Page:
Crisis, War, Strategy: Changing Strategy (Part 1)
The re-production of strategic objectives in companies has begun. One could have known that after the COVID-19 crisis, companies at all levels would be forced – of course, some would start on their own every 3-5 years – to define new goals, as people’s mindsets had been completely transformed and the change was by no means short-lived or even temporary. But not many people expected that all this would be compounded by a war that would take place in modern civilisation, creating an inflationary, recessionary environment the likes of which modern managers today have never had to deal with. Not surprisingly, the demand for strategic consultancy has increased dramatically. It is a feature of the market that the consultancies themselves are not prepared for these changes, most of them have been living off templates for the past decades, so there is a significant over-demand for firms that can deliver real solutions and success.
A consulting market in reverse
Everyone can build a strategy. It is not complex science. One or two or more smart people – or at least people who think they are smart – sit down and formulate ideologies, assign objectives, and a strategy is built around them. This process can be found in most companies, and even in consultancies, where there are always brave people who take a not very sharp axe to the big tree. However, the demand side has started to change its attitude and expectations on this issue in the last decade or so. This change was triggered by the global economic crisis of 2008, and then the pandemic added fuel to the dynamics. Many were shocked to see the 2020 consulting firm revenues, as almost all strategic consulting firms lost more than half of their revenues. The consternation was justified, as it is precisely at a time like this that firms are turning to strategic consulting, as they look to it for the solutions that can lift them out of a downturn or, for the more able, leave them unable to get there. Yes, but that is how trust and results are measured. It was a perfect illustration of the recognition and trust that clients have in each firm. Of course, many people explain this by the inevitable downturn in the market, but that’s where it falters, if there are counter-examples. And there have been and are counter-examples all over the world. Most company managers nowadays ask their colleagues who manage tenders – or look at them themselves – for the revenue figures for 2019 versus 2020, as these are very important figures for the expected results and success. The interesting trend, by the way, is that in the consultancy market it is mostly the smaller, professional firms with a small number of consultants but at a very high professional level that have developed and have been able to move forward in this difficult period. Typically, they do not consume dozens of clients, but develop about 20-25 partners in a given year, but they do it with great intensity and attention. This will be of great importance in the future because this market has turned around a bit. Whereas in the past, firms looking for development used to select and choose between consultancies, nowadays – although the smarter consultancies are doing serious and conscious sales – the situation is reversed, as these firms only undertake development that has a real result and success at the end. That is why, after the sales-focused presentation, they select the partners with whom they want to start the process.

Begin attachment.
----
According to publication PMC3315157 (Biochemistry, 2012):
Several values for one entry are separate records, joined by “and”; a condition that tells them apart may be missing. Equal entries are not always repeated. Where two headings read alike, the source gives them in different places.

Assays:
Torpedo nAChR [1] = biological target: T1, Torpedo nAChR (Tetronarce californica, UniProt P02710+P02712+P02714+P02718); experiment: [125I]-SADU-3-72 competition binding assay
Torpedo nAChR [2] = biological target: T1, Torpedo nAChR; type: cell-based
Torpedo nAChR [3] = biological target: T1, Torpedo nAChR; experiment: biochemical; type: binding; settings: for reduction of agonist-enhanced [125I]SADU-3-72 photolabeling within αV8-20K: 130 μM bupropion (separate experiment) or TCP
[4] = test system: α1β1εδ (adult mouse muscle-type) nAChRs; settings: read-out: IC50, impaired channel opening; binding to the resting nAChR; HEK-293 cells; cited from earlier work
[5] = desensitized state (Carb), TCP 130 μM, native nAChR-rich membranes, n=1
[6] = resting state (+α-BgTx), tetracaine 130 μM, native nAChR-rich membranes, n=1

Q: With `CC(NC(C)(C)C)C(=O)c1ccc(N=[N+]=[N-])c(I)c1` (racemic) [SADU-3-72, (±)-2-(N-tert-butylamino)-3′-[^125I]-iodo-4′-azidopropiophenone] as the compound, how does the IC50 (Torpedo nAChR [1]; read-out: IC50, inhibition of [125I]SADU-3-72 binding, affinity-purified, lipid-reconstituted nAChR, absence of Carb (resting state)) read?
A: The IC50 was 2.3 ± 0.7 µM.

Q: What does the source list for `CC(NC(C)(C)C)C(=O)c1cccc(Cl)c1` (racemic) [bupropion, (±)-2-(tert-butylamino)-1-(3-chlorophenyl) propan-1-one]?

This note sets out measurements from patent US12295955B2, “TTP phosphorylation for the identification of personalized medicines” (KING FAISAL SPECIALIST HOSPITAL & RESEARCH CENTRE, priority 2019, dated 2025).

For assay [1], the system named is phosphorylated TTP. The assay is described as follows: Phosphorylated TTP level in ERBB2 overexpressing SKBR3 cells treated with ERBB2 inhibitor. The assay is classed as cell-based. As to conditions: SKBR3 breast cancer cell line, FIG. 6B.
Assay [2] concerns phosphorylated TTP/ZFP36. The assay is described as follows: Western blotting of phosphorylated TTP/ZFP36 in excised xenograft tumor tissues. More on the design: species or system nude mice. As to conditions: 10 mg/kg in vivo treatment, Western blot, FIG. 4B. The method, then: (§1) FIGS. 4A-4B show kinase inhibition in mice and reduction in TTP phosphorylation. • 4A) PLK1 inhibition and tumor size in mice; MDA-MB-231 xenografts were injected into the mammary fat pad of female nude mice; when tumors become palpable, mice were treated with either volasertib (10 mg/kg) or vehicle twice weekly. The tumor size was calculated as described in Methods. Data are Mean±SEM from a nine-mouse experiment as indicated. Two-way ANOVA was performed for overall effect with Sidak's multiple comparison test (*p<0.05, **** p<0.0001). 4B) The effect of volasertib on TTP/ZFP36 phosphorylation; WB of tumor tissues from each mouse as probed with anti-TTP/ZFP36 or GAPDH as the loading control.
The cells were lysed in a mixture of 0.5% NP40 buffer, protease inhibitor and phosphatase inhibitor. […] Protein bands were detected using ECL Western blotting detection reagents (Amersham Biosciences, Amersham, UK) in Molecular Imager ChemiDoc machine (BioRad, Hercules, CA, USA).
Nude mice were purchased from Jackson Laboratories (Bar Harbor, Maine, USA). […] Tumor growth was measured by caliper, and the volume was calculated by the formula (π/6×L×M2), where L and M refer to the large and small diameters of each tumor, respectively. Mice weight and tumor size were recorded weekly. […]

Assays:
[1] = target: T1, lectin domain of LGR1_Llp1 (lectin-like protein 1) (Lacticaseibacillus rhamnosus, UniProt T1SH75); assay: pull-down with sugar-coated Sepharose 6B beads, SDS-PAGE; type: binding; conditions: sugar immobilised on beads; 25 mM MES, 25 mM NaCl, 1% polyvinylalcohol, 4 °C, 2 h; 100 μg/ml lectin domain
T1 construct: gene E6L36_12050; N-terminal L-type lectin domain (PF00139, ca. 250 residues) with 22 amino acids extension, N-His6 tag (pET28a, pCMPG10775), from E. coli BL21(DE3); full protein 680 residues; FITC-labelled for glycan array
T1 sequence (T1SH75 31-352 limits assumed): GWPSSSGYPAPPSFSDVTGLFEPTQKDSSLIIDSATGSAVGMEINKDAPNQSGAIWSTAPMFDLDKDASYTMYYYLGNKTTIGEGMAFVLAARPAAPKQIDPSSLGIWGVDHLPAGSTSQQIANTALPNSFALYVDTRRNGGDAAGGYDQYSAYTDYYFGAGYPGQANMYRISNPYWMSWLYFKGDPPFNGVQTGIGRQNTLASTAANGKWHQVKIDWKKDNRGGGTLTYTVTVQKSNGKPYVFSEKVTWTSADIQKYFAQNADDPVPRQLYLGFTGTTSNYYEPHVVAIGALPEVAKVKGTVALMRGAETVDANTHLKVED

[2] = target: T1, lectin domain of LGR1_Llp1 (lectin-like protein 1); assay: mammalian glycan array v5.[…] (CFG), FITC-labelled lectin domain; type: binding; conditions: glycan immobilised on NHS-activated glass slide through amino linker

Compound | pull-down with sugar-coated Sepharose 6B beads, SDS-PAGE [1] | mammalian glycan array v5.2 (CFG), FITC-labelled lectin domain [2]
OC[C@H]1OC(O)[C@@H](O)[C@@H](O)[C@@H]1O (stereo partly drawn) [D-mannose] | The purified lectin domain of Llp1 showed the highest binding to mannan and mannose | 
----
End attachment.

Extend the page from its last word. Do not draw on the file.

People in focus
Another important change is that strategy development, traditionally focused on market research and business objectives, can no longer be successful for the client. These traditional jobs must of course be done, there should be no question about it, but in all cases the focus should be on people first. The big question is always, does the company or the person have a strategy? The question itself is not necessarily a professional one, but it is important to have guidance. Goals are for people. If I organise individuals into teams, the characters will compete with each other and a common team goal will emerge. If this process takes place in a company, we are talking about company goals. The strategy is built on the basis of these, so although we are building a company strategy, it is the sum of the strategies of one or more people, considered in different proportions. In most cases, this is why strategists focus on one main decision-maker, because it is much easier to follow and achieve the goals of one person, it is more objectively measurable and the success rate is higher. This one person can be the owner of the company or even the number one manager. From this point on, the strategy should ensure that this person is satisfied with the development. To do this, of course, you need to know the real purpose of the person, and that always requires a great deal of honesty. This is where the management world has changed a lot. The modern, successful manager is much more honest with his or her strategic advisers – selected with the right selection, of course – than the managers of previous generations. If you talk to a truly successful strategist, he or she can clearly tell you that if the client is honest, they can really set up a real set of goals, and from there it is easy to build an effective strategy. Obviously, there are many points at which the process can go wrong, but with successful and crisis-experienced consultants, this is very rare. It is a question of experience, because especially since 2020, how many years someone has spent building strategy, or how many years they have spent in a strategic leadership position, or even in the world’s largest company, is completely irrelevant. The question is: who has the strategic knowledge gained in a viral crisis and war environment. And this can only be the case for professionals in a company who have had the opportunity to work as strategic consultants in 2020.